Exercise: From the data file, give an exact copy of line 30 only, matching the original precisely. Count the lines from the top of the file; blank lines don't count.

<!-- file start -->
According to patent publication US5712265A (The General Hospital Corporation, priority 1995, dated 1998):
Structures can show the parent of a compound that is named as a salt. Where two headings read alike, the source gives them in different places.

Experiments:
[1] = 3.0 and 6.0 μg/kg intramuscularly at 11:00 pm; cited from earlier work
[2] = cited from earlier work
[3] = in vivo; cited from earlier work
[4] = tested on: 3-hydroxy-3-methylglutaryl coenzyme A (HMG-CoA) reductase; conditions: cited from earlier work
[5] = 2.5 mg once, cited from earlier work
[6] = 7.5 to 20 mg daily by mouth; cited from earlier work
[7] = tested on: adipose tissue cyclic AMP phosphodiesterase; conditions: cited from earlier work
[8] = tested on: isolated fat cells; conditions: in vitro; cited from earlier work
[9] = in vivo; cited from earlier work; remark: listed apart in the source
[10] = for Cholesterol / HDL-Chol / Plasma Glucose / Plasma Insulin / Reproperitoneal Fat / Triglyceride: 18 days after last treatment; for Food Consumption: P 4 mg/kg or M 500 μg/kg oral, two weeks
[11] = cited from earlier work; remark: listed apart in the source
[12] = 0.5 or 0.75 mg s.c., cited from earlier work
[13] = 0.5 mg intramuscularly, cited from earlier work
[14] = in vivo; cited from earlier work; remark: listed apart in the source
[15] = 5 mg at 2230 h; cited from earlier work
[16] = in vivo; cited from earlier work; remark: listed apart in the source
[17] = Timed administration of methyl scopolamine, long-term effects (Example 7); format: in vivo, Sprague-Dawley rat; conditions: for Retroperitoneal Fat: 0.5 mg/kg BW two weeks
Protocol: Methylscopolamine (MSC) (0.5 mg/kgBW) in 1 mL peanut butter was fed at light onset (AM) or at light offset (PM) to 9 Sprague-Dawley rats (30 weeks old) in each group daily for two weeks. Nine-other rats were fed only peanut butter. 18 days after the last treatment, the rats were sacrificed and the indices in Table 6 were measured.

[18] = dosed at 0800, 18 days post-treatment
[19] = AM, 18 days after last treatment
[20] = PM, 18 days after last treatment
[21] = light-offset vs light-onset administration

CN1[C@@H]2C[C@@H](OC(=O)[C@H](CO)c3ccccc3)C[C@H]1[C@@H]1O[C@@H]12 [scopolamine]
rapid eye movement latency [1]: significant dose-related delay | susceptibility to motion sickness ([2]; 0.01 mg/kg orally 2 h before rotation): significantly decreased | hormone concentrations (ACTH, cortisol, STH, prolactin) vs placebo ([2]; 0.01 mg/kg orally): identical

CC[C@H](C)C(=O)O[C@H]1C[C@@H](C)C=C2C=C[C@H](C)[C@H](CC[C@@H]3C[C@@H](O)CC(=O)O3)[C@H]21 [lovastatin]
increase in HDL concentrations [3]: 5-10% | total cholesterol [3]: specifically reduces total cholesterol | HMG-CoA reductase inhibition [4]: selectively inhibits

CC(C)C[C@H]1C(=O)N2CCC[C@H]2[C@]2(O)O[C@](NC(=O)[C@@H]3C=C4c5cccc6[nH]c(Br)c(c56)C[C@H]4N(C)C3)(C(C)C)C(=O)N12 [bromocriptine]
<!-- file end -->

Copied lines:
CC(C)C[C@H]1C(=O)N2CCC[C@H]2[C@]2(O)O[C@](NC(=O)[C@@H]3C=C4c5cccc6[nH]c(Br)c(c56)C[C@H]4N(C)C3)(C(C)C)C(=O)N12 [bromocriptine]